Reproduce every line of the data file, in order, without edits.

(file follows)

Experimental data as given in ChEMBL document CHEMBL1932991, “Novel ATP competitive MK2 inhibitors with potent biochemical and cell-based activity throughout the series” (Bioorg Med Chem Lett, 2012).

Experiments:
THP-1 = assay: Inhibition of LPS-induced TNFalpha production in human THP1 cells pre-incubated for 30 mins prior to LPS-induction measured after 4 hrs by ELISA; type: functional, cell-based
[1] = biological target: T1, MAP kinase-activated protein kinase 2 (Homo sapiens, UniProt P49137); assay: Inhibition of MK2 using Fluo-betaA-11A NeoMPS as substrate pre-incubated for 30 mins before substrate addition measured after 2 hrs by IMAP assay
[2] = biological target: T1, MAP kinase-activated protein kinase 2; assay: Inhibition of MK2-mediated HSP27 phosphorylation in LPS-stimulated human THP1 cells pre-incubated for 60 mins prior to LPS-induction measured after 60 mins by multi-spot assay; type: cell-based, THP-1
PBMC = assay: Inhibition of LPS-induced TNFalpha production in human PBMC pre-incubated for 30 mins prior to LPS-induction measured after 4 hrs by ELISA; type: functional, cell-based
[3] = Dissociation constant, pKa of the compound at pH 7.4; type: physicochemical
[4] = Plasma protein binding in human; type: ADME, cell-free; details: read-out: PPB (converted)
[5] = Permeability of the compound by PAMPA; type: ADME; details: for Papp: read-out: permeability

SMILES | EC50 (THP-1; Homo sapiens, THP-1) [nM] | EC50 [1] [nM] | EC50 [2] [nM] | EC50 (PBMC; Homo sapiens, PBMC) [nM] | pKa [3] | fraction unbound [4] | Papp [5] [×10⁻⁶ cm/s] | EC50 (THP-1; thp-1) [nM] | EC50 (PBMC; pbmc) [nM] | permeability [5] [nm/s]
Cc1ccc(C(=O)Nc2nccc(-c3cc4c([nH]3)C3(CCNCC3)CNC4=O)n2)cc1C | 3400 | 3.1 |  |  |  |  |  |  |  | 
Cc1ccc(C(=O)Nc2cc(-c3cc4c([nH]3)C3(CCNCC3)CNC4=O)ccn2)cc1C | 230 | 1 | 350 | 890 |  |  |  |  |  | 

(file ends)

Experimental data as given in ChEMBL document CHEMBL1932991, “Novel ATP competitive MK2 inhibitors with potent biochemical and cell-based activity throughout the series” (Bioorg Med Chem Lett, 2012).

Experiments:
THP-1 = assay: Inhibition of LPS-induced TNFalpha production in human THP1 cells pre-incubated for 30 mins prior to LPS-induction measured after 4 hrs by ELISA; type: functional, cell-based
[1] = biological target: T1, MAP kinase-activated protein kinase 2 (Homo sapiens, UniProt P49137); assay: Inhibition of MK2 using Fluo-betaA-11A NeoMPS as substrate pre-incubated for 30 mins before substrate addition measured after 2 hrs by IMAP assay
[2] = biological target: T1, MAP kinase-activated protein kinase 2; assay: Inhibition of MK2-mediated HSP27 phosphorylation in LPS-stimulated human THP1 cells pre-incubated for 60 mins prior to LPS-induction measured after 60 mins by multi-spot assay; type: cell-based, THP-1
PBMC = assay: Inhibition of LPS-induced TNFalpha production in human PBMC pre-incubated for 30 mins prior to LPS-induction measured after 4 hrs by ELISA; type: functional, cell-based
[3] = Dissociation constant, pKa of the compound at pH 7.4; type: physicochemical
[4] = Plasma protein binding in human; type: ADME, cell-free; details: read-out: PPB (converted)
[5] = Permeability of the compound by PAMPA; type: ADME; details: for Papp: read-out: permeability

SMILES | EC50 (THP-1; Homo sapiens, THP-1) [nM] | EC50 [1] [nM] | EC50 [2] [nM] | EC50 (PBMC; Homo sapiens, PBMC) [nM] | pKa [3] | fraction unbound [4] | Papp [5] [×10⁻⁶ cm/s] | EC50 (THP-1; thp-1) [nM] | EC50 (PBMC; pbmc) [nM] | permeability [5] [nm/s]
Cc1ccc(C(=O)Nc2nccc(-c3cc4c([nH]3)C3(CCNCC3)CNC4=O)n2)cc1C | 3400 | 3.1 |  |  |  |  |  |  |  | 
Cc1ccc(C(=O)Nc2cc(-c3cc4c([nH]3)C3(CCNCC3)CNC4=O)ccn2)cc1C | 230 | 1 | 350 | 890 |  |  |  |  |  | 